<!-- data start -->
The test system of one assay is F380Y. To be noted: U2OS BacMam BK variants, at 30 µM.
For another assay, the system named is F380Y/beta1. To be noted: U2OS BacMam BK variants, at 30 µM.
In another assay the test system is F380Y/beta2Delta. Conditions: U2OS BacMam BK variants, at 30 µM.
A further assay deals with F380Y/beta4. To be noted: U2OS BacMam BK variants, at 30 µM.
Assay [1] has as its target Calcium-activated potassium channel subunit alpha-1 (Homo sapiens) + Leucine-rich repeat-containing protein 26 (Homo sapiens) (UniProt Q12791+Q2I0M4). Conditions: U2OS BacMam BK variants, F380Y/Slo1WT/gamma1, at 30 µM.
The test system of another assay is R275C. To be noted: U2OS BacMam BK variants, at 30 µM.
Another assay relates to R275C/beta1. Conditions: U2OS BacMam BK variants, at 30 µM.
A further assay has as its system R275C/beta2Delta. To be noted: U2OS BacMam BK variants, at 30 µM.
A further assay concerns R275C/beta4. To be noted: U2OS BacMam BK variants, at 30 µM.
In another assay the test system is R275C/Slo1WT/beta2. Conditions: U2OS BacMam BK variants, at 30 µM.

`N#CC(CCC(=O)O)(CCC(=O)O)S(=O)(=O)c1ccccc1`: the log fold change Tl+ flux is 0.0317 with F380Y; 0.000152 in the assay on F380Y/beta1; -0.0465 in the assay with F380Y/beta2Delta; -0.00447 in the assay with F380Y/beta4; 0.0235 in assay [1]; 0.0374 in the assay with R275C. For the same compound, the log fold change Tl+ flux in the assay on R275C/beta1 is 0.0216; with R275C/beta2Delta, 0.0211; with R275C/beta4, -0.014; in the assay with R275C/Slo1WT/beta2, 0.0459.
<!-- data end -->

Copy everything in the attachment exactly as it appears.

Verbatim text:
The test system of one assay is F380Y. To be noted: U2OS BacMam BK variants, at 30 µM.
For another assay, the system named is F380Y/beta1. To be noted: U2OS BacMam BK variants, at 30 µM.
In another assay the test system is F380Y/beta2Delta. Conditions: U2OS BacMam BK variants, at 30 µM.
A further assay deals with F380Y/beta4. To be noted: U2OS BacMam BK variants, at 30 µM.
Assay [1] has as its target Calcium-activated potassium channel subunit alpha-1 (Homo sapiens) + Leucine-rich repeat-containing protein 26 (Homo sapiens) (UniProt Q12791+Q2I0M4). Conditions: U2OS BacMam BK variants, F380Y/Slo1WT/gamma1, at 30 µM.
The test system of another assay is R275C. To be noted: U2OS BacMam BK variants, at 30 µM.
Another assay relates to R275C/beta1. Conditions: U2OS BacMam BK variants, at 30 µM.
A further assay has as its system R275C/beta2Delta. To be noted: U2OS BacMam BK variants, at 30 µM.
A further assay concerns R275C/beta4. To be noted: U2OS BacMam BK variants, at 30 µM.
In another assay the test system is R275C/Slo1WT/beta2. Conditions: U2OS BacMam BK variants, at 30 µM.

`N#CC(CCC(=O)O)(CCC(=O)O)S(=O)(=O)c1ccccc1`: the log fold change Tl+ flux is 0.0317 with F380Y; 0.000152 in the assay on F380Y/beta1; -0.0465 in the assay with F380Y/beta2Delta; -0.00447 in the assay with F380Y/beta4; 0.0235 in assay [1]; 0.0374 in the assay with R275C. For the same compound, the log fold change Tl+ flux in the assay on R275C/beta1 is 0.0216; with R275C/beta2Delta, 0.0211; with R275C/beta4, -0.014; in the assay with R275C/Slo1WT/beta2, 0.0459.